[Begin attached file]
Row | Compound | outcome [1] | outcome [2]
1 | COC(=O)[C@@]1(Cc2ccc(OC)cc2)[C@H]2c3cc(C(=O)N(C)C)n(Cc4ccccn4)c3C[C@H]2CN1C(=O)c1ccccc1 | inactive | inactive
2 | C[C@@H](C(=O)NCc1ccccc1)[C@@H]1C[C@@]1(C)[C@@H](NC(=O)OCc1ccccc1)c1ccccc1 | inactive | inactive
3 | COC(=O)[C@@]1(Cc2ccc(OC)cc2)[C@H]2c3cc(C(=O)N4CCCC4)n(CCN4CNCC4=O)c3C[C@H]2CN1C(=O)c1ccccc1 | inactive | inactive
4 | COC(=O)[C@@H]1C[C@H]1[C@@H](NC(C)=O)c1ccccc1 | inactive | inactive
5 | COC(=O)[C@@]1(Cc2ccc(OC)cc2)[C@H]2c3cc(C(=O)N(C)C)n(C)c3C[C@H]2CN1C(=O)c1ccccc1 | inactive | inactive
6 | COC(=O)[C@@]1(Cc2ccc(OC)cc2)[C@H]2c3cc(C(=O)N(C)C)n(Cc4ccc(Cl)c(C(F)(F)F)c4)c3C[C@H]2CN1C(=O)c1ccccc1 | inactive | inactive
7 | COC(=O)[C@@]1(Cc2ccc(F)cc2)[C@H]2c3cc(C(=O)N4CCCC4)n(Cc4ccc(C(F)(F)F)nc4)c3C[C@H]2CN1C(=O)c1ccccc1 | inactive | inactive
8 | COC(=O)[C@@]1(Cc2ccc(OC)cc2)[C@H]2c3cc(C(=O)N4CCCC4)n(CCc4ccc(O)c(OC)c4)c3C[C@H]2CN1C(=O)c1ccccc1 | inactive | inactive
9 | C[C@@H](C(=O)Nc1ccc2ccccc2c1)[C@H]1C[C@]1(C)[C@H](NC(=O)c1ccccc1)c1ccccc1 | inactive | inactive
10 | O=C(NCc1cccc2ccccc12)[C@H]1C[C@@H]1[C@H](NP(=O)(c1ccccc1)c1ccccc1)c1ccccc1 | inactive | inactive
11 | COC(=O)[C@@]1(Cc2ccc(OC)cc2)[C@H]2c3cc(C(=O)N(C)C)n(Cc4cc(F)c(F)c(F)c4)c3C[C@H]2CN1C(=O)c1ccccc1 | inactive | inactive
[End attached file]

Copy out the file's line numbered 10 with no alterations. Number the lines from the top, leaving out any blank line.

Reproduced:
9 | C[C@@H](C(=O)Nc1ccc2ccccc2c1)[C@H]1C[C@]1(C)[C@H](NC(=O)c1ccccc1)c1ccccc1 | inactive | inactive